President Donald Trump wasn't shooting from the hip at the Conservative Political Action Conference the other day when he launched a blistering attack on what he calls dishonest and fake news. This wasn't something the president came up with on the fly. It wasn't part of his usual rambling stream of consciousness that we've come to expect.
No, this was a focused, intensified broadside. It was a declaration of war. Trump has been bad-mouthing the media for a while now, but this was a ratcheted up, coordinated assault on the news media that Trump claims make up bad news about him.
"And I want you all to know that we are fighting the fake news. It's fake. Phony. Fake," the president told CPAC. "A few days ago I called the fake news the enemy of the people, and they are. They are the enemy of the people."
The crowd loved it.
Here's a good rule of thumb: You will never go wrong bashing the mainstream media to a conservative audience.
And one day before the president spoke at CPAC, the philosophical force behind a lot of his ideas, Steve Bannon, fired off a few rounds of his own. The media is the "opposition party," he told CPAC, and warned, "It's going to get worse every day for the media."
In The Washington Post, Chris Cillizza wrote that, "Bannon doesn't want to change the media. He wants to totally dismantle the media. He wants to break its back and leave it for dead by the side of the road."
The Trump-Bannon war strategy isn't complicated: Eviscerate what is left of the news media's credibility; get the message into the national bloodstream that journalists cannot be trusted, that they make stuff up; and then when they report something about the president he doesn't like -- something that may do grave damage to his presidency -- they can always say: "You can't believe them. They're fake news."
Here's the CliffsNotes version of the war plan: Donald Trump and Steve Bannon want to bring down the media before the media bring them down. Period!
And while adversarial relationships between the press and the White House are nothing new, and while liberal journalists are tougher on Republican presidents than Democratic presidents, this is different. The animosity level this time around -- on both sides -- is in the unhealthy zone.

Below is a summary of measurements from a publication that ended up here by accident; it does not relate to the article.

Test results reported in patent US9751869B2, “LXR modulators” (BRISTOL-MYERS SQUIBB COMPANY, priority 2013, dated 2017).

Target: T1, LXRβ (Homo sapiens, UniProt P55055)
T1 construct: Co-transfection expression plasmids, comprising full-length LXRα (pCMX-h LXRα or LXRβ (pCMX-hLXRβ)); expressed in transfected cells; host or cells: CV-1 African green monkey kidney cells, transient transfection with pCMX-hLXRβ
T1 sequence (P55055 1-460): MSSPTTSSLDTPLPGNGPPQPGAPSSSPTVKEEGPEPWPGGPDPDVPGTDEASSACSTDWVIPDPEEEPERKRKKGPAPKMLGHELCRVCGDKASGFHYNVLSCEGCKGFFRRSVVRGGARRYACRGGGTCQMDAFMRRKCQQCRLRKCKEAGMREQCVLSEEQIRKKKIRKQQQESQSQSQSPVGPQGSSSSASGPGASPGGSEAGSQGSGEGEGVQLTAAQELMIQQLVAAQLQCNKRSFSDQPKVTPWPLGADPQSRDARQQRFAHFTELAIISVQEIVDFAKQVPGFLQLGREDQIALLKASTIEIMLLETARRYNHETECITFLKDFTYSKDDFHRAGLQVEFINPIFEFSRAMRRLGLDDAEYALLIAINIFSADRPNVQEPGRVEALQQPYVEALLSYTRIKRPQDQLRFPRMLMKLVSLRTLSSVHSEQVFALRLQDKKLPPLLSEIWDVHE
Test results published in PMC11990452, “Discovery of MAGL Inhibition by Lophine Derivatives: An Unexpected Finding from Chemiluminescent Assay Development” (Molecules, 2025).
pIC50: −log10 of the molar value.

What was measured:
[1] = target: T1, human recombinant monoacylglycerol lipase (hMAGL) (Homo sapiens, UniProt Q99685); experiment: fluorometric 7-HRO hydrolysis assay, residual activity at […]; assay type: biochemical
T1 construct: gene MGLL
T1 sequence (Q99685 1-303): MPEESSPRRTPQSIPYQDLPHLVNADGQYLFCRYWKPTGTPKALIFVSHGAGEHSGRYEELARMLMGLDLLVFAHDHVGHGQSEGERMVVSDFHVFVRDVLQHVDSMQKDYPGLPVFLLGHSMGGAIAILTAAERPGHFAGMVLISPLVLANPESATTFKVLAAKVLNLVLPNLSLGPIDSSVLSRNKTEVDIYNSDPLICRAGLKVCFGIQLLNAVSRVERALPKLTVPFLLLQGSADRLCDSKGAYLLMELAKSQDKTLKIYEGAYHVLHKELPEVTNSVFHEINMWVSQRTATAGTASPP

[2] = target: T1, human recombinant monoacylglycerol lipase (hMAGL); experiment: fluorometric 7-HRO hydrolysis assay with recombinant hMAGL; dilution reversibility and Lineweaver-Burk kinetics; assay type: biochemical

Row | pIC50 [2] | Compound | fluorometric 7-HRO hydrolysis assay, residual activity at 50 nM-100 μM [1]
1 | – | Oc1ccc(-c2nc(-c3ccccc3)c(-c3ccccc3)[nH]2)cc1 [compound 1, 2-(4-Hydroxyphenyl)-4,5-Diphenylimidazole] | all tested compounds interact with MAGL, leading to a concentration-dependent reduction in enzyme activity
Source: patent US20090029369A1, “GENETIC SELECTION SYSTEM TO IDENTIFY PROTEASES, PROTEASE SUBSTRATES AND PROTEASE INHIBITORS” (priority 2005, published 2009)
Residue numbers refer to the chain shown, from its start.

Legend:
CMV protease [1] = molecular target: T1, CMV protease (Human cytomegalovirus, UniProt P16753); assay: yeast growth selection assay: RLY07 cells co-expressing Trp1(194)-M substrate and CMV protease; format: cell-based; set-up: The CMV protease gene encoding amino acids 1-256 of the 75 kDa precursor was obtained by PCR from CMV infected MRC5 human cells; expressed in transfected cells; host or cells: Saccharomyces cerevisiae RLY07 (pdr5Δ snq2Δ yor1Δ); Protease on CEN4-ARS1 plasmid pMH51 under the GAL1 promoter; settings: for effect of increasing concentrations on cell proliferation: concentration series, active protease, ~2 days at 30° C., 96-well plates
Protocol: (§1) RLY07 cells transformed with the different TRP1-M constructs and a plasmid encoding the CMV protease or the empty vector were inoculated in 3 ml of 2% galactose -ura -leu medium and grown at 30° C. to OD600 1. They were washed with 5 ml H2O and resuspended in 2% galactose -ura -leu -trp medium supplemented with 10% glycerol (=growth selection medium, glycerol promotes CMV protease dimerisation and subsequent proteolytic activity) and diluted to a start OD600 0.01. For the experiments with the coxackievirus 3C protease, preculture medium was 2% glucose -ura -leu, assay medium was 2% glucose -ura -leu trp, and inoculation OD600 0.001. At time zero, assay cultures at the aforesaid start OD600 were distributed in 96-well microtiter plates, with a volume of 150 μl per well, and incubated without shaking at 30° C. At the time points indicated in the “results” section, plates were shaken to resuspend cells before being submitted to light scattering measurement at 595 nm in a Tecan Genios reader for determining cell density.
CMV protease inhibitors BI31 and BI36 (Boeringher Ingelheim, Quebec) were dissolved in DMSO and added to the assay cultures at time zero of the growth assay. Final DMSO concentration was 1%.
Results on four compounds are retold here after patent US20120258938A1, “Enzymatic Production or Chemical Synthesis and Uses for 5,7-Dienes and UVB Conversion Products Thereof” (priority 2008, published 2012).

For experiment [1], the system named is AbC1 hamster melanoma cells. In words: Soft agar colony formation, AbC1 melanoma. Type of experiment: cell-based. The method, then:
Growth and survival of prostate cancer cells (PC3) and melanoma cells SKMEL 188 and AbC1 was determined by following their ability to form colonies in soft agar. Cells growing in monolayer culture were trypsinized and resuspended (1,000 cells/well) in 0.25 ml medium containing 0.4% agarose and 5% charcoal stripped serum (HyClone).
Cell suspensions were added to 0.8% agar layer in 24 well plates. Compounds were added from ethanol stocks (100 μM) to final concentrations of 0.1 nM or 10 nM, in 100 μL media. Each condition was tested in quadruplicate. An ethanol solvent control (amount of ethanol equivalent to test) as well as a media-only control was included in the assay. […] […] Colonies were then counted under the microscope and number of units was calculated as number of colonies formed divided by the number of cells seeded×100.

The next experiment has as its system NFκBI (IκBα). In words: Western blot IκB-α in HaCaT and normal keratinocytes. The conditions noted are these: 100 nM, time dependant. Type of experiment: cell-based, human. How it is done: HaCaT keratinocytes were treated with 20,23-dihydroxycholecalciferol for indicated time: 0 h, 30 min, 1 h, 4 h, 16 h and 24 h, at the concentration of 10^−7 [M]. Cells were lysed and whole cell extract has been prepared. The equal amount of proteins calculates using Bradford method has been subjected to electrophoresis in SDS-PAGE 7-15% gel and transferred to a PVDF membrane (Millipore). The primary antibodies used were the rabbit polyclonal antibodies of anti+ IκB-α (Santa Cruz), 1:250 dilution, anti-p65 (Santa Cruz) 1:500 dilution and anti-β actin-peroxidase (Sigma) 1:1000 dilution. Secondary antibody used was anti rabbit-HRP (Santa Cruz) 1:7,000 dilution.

A lot of journalists viscerally detest Donald Trump as much as he detests them. More than a few think he's unfit for office and salivate at the prospect that he won't last.
I don't know if Nick Kristof of The New York Times is one of them, but he did write this in his column: "Trump howls at the news media, not just because it embarrasses him, but because it provides an institutional check on his lies, incompetence and conflicts of interest. But we can take his vitriol:When the time comes, we will write Trump's obituary, not the other way around." (Emphasis added)
I get the impression Kristof can't wait for that day. And I'm pretty sure he's not alone.
The president told CPAC that he's not against the media in general; he just wants reporters to be fair. "I'm against the people that make up stories and make up sources," Trump said. "They shouldn't be allowed to use sources unless they use somebody's name."
That's interesting since Donald Trump is no stranger to anonymous sources. His campaign staff often spoke off the record when he was running for president; he invoked unnamed sources when he fueled speculation that Barack Obama was born in Africa and wasn't a legitimate president; and -- oh, yeah -- just a few hours before Trump spoke at CPAC, his top aides held a press briefing at the White House, on the condition that they remain ... anonymous.
Is there bias at mainstream news organizations? Absolutely. But fake news isn't biased news, as poisonous as bias can be. Fake news isn't news with a mistake in the story -- or even news that quotes an anonymous source that got a fact wrong.
Fake news is fabricated nonsense, like the story that claimed Hillary Clinton was running a child sex ring out of a pizza parlor in Washington.
And fake news isn't real news that makes Donald Trump look bad.
Yes, there have been times when journalists working at reputable news organizations put words in the mouths of people who didn't exist. But despite what President Trump's loyal fans believe, it's extremely rare.
When I was a correspondent at CBS News, I complained privately about bias and I wrote publicly about how it infected mainstream media coverage of all sorts of issues.
But it's fantasy to believe that journalists arrive in the newsroom in the morning, get their coffee and meet in a dark room where they pull the shades and map out a strategy to make up sources and fabricate news to hurt this or any president. It just doesn't happen that way.
At the risk of sounding like "Rebecca of Sunnybrook Farm," democracy works best when we trust our president -- and when we trust news reporters to keep an eye on government.